What began as a federal move toward a mandatory animal identification program has been knocked down a notch. But making the National Animal Identification System voluntary doesn’t mean it will fade from existence, says one University of Georgia expert.

NAIS was designed to inventory each livestock producer’s premises and animals and to provide an industry-wide, 48-hour trace-back system. The system came about as a way to stop the spread of such predominately animal diseases as BSE, or bovine spongiform encephalopathy, by tracking it to its source. BSE is commonly known as mad cow disease.

“To be absolutely correct, the U.S. Department of Agriculture has put out a draft of its user’s guide for a comment period for the next couple of months,” says Ronnie Silcox, an associate professor of animal and dairy science at the UGA College of Agricultural and Environmental Sciences. “As of November, their position is that NAIS is a voluntary program, and the program is still set up pretty much as always.”

With the demand from countries, like Japan, for meat that can be traced by age and origin, the need for animal identification still exists.

As of Nov. 27, only 333,184 premises had been registered in the United States. That’s a small fraction of the more than 1.43 million American meat producers listed in the 2002 census data.

For more than a year, Silcox has worked to help Georgia’s producers meet NAIS standards. Approximately 40,000 such livestock facilities exist throughout the state. Less than 10 percent of those have premise ID numbers, he says.

“That would include cattle, swine, poultry, horses, goats, sheep, llamas and alpacas,” Silcox says.

Because NAIS has become a completely voluntary program, Silcox says the USDA will continue to support the program, but the industry will develop it.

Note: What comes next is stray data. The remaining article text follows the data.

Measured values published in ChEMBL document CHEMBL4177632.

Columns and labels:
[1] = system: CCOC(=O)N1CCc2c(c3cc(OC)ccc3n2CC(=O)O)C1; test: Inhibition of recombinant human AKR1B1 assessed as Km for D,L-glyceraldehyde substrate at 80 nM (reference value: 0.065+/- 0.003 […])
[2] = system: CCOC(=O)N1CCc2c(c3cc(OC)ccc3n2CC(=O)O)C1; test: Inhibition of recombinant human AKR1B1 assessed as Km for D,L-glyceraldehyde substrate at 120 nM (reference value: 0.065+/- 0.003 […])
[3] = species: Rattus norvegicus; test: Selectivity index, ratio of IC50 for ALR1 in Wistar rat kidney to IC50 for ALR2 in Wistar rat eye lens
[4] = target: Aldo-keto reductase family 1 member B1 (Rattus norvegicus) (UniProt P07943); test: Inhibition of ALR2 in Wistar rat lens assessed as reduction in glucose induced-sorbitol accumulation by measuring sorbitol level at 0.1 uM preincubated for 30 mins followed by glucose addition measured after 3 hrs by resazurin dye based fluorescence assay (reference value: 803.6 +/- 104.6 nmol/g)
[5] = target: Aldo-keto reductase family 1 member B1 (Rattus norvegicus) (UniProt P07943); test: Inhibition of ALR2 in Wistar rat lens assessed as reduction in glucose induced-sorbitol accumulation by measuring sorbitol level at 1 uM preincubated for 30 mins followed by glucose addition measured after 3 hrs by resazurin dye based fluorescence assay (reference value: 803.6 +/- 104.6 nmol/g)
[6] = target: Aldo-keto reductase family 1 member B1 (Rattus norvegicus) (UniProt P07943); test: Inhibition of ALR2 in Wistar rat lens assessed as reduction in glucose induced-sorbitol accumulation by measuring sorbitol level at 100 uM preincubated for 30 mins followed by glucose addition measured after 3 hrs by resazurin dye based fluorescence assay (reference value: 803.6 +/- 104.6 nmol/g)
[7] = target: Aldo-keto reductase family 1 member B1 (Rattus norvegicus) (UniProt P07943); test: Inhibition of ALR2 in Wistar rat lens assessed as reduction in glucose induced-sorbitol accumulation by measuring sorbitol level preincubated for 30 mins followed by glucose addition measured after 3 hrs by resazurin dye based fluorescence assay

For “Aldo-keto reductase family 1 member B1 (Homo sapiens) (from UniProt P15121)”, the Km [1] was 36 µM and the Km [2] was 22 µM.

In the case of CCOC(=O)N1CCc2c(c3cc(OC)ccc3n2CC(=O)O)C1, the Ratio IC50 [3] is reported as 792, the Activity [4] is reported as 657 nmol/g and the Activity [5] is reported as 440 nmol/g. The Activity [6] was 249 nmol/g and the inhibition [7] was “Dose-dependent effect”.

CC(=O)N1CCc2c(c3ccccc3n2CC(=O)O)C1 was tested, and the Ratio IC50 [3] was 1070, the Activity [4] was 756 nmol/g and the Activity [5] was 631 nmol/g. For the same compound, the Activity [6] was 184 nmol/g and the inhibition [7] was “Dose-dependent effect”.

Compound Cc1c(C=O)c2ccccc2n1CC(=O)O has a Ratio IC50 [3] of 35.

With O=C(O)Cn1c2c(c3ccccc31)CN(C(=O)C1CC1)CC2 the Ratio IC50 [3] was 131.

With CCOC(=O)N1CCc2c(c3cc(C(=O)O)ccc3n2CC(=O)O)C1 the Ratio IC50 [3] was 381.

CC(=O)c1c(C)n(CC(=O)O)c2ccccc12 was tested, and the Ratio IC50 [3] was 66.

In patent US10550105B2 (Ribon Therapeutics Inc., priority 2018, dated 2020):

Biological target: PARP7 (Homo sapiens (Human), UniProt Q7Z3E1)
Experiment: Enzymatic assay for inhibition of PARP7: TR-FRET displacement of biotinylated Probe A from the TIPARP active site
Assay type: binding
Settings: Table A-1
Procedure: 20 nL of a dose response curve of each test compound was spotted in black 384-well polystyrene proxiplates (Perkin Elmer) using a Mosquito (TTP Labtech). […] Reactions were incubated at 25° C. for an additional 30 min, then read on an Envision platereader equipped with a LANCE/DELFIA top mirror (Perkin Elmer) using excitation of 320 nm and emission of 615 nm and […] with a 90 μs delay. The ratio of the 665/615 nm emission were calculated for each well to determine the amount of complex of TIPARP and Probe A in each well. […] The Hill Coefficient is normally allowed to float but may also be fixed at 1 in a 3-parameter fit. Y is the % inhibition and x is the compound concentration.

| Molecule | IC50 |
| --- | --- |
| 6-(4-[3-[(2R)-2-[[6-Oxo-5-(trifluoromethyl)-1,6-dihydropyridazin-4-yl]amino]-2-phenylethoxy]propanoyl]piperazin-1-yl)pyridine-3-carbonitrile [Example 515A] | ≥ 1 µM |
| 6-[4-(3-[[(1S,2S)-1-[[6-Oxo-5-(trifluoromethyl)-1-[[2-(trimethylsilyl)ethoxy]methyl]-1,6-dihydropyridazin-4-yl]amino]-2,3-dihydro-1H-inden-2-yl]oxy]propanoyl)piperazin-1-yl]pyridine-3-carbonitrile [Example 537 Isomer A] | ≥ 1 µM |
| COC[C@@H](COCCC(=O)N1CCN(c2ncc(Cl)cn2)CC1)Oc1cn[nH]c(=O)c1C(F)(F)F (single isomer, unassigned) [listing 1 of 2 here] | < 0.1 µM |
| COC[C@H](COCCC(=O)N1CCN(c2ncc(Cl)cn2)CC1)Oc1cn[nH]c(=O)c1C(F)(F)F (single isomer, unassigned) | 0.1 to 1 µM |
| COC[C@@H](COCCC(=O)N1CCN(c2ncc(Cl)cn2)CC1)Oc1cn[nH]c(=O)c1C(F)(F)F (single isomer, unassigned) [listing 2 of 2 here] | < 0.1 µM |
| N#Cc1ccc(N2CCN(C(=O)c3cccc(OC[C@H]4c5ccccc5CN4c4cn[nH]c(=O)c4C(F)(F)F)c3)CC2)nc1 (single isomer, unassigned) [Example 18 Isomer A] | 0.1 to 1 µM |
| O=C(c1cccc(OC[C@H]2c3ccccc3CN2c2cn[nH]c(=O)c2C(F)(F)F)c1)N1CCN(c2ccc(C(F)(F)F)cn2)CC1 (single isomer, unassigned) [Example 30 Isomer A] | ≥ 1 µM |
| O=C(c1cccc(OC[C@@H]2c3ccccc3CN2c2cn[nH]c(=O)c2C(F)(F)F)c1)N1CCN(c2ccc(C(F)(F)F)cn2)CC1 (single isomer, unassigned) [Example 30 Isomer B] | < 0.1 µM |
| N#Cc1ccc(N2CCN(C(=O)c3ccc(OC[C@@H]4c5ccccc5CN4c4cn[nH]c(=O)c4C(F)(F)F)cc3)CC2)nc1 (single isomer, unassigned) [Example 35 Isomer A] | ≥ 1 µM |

“Those producers who are involved in marketing programs and marketing groups of cattle will still want to be involved in an ID program,” Silcox says.

Smaller producers may opt to get a premises ID number, and ID their cows, pigs or llamas later, he says.

“Registry of premises will help in tracking diseases even if every animal is not registered,” Silcox says.

According to Chuck Conner, the USDA's deputy secretary, in a quote to BEEF magazine, the NAIS “is voluntary with a capital V. Not a currently voluntary, then maybe a mandatory system. This is a permanently voluntary system at the federal level.”

Just because the federal government isn’t mandating a tracking system doesn’t mean others won’t make it mandatory.

“Right now with our export markets, like the Japanese markets, they’re wanting age and source for beef,” Silcox says. “To do that, we’re going to have to identify and track animals. The program might develop slower than if it were mandatory, but as we move into the future, more of those in the meat industry will want source verification on where they’re getting their products.”